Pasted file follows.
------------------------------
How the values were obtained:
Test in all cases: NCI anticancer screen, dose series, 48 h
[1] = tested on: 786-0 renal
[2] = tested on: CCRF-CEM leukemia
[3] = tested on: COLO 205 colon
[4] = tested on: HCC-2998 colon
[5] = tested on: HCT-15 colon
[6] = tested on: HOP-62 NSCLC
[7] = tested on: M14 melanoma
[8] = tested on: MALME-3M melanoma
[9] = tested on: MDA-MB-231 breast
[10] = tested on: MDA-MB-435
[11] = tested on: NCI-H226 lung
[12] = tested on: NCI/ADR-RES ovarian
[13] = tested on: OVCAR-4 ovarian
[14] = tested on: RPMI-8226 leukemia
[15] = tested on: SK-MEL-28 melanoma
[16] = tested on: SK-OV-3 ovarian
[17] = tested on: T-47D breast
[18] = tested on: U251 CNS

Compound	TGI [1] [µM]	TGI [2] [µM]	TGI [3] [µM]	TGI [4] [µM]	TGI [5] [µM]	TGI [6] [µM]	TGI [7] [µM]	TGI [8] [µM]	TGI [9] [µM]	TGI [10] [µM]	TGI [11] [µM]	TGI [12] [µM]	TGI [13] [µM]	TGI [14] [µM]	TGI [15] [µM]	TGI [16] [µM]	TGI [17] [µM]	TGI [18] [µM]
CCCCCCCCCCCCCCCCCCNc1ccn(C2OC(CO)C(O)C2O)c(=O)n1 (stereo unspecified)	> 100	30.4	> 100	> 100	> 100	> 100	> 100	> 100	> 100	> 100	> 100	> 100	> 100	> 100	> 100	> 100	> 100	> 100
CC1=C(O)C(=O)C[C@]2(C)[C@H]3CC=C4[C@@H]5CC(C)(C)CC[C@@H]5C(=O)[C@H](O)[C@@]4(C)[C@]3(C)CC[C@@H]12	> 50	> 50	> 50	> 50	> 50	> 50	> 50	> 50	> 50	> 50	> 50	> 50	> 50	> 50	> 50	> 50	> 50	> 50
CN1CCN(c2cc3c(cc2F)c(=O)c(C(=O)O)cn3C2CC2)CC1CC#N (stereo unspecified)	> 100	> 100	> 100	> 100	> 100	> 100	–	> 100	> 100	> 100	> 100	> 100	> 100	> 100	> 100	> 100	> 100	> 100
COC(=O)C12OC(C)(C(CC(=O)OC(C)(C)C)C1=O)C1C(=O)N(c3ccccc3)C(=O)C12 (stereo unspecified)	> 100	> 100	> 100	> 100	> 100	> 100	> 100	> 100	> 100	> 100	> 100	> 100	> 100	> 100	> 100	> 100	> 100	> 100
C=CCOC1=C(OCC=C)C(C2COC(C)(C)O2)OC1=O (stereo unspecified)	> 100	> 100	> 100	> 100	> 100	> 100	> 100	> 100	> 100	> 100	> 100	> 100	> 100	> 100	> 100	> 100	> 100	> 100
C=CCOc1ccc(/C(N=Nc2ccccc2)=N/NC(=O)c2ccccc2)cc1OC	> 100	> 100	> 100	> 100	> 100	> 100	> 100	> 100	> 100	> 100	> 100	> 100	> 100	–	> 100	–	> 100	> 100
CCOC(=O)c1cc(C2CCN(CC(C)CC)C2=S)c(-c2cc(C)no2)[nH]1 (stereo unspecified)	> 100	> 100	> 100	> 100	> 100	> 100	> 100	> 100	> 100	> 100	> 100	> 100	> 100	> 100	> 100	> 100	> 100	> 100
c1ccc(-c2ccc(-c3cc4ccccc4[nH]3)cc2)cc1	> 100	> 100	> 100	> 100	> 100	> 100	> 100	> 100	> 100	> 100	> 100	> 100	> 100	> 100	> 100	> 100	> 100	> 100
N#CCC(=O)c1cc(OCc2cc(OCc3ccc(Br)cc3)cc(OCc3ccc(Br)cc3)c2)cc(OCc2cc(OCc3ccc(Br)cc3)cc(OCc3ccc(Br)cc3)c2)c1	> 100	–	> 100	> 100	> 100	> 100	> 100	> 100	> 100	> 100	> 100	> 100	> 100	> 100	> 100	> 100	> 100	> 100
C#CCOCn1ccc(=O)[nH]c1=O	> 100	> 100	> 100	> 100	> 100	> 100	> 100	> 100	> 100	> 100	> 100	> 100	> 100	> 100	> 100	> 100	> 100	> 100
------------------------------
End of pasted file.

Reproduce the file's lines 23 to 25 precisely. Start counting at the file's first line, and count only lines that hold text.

CC1=C(O)C(=O)C[C@]2(C)[C@H]3CC=C4[C@@H]5CC(C)(C)CC[C@@H]5C(=O)[C@H](O)[C@@]4(C)[C@]3(C)CC[C@@H]12	> 50	> 50	> 50	> 50	> 50	> 50	> 50	> 50	> 50	> 50	> 50	> 50	> 50	> 50	> 50	> 50	> 50	> 50
CN1CCN(c2cc3c(cc2F)c(=O)c(C(=O)O)cn3C2CC2)CC1CC#N (stereo unspecified)	> 100	> 100	> 100	> 100	> 100	> 100	–	> 100	> 100	> 100	> 100	> 100	> 100	> 100	> 100	> 100	> 100	> 100
COC(=O)C12OC(C)(C(CC(=O)OC(C)(C)C)C1=O)C1C(=O)N(c3ccccc3)C(=O)C12 (stereo unspecified)	> 100	> 100	> 100	> 100	> 100	> 100	> 100	> 100	> 100	> 100	> 100	> 100	> 100	> 100	> 100	> 100	> 100	> 100